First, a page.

We’re pleased to feature Patricia Vance, President of ESRB, on video game safety for kids. Tell us how you keep your children safe while gaming!
Screens are everywhere these days, from TVs and tablets to mobile phones and laptops. And the Internet is constantly changing how we access information and entertainment as well as how we engage with one another. Like lots of new technologies these changes can open up new worlds of possibilities – some wonderful, and some less so, especially when it comes to kids. The same is true of video games, which continue to be a hugely popular form of entertainment for adults and kids alike but which are also changing with the times.
There are new types of games, new places to buy them, new ways to play them and new features to make them more fun and exciting. Following are tips for parents on how they can ensure their child’s experience with games is fun as well as safe and age-appropriate.
- There are plenty of choices that are OK for kids. There’s a misconception that most games are shoot ‘em ups that get so much attention. But games rated appropriate for children under 10 account for about two thirds of ratings assigned, and E-rated games are consistently among the best-selling games each year.
- Check the rating. Checking for a game’s ESRB rating – on game packages or online – is a great place to start to gauge its age-appropriateness. If you want more details, many games rated by ESRB also have rating summaries at ESRB.org that describe in detail exactly the type of content a parent would want to know about, including specific examples. You can even access them when you’re on the go using ESRB’s free mobile app.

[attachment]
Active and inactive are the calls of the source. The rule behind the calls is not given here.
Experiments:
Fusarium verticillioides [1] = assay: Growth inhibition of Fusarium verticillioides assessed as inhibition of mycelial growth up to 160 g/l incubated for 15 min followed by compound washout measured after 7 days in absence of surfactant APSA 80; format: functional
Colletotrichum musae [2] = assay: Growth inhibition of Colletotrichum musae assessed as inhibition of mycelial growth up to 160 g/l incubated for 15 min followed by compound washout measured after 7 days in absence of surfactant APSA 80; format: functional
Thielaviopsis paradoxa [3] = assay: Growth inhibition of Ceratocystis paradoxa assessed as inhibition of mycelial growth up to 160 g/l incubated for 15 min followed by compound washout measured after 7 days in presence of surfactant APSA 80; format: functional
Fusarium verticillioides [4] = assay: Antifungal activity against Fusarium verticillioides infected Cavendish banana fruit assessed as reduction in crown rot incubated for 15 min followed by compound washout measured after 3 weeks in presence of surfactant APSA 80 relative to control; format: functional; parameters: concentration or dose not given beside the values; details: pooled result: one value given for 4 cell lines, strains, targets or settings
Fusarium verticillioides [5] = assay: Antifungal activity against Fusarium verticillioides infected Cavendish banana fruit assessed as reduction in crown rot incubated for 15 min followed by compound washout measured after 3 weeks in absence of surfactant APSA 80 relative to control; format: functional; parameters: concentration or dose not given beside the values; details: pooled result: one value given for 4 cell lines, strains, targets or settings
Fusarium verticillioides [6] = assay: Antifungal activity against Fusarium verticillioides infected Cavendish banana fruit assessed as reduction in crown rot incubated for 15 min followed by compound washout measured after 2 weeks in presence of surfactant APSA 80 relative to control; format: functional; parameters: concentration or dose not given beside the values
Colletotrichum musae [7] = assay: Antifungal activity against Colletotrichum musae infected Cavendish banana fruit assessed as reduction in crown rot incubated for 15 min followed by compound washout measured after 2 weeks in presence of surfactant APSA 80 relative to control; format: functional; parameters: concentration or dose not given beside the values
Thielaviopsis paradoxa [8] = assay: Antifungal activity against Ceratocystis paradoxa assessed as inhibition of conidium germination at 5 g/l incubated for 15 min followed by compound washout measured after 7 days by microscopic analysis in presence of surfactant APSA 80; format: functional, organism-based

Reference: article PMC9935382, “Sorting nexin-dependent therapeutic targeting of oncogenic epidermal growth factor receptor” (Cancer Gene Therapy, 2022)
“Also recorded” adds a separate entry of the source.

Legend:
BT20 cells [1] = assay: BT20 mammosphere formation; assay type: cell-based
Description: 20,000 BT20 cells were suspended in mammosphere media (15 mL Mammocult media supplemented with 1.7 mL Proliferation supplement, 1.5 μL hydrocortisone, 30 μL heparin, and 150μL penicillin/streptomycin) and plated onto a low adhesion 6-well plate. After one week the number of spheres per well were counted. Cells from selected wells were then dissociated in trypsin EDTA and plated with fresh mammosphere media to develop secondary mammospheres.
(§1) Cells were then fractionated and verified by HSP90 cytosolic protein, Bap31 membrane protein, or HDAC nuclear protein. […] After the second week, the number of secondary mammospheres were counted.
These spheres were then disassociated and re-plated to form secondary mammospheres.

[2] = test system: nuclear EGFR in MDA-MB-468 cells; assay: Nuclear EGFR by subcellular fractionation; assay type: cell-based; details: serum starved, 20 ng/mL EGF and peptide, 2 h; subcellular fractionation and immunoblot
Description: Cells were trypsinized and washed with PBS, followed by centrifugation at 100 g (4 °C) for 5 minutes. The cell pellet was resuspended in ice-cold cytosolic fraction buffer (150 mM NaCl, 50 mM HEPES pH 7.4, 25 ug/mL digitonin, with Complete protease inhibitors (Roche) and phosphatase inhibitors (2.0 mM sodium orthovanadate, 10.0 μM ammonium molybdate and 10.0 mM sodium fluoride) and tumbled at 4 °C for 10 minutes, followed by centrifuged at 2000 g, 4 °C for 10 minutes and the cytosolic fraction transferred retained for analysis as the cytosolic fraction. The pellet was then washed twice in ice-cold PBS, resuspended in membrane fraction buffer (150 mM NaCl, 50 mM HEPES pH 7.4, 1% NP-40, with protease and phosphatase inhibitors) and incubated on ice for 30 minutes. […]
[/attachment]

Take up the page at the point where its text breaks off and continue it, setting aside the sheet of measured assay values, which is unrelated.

- The control is in your hands. Parental control features allow parents to restrict games by ESRB rating as well as manage online access. In some cases they can even let you limit how much time per day or week your child can use the system. ESRB has parental control instruction guides and other helpful resources in the Resources for Parents section of our website.
- Be vigilant and monitor. Just as parents pay attention to the people their children interact with in the real world, that same vigilance is required when their children play or interact online. Certain console-based online gaming services provide parents with the ability to approve friend requests and set up approved lists of friends their child can play with and talk to.
- Kids need to protect their privacy. Because online-enabled games can allow players to communicate with one another, kids should know that they shouldn’t share personal information, even with people they believe they can trust. And that’s not limited to contact info and SS#s, either. Kids should know not to share details about their lives like where they go to school, where their parents work, or what their plans are for the weekend.
- You can play, too. And you should! Playing games is a fun way to gain a better understanding of the virtual worlds your children enjoy visiting so often. And you wouldn’t be alone. The average age of a gamer today is 37, and family game nights are becoming an increasingly popular pastime.
Remember, parental involvement is the best tool parents have in managing and monitoring online safety and game play. Stay involved, keep your computer or game system in a common area so you can keep an eye and ear on the action, and talk with your kids about what they’re playing and whom they’re playing with. If you’re looking for more tips, join the conversation during our Twitter Party on Thursday, February 23 at 9:00 pm EST. RSVP at http://on.fb.me/y2MISB and use Twitter hashtag #ESRB.
Patricia Vance is president of ESRB, is a non-profit, self-regulatory body established in 1994 by the Entertainment Software Association (ESA). ESRB independently assigns computer and video game content ratings, enforces advertising guidelines, and helps ensure responsible online privacy practices for the interactive entertainment software industry. For more information, visit www.esrb.org, ESRB’s Facebook page or follow ESRB on Twitter (@OKtoPlay).
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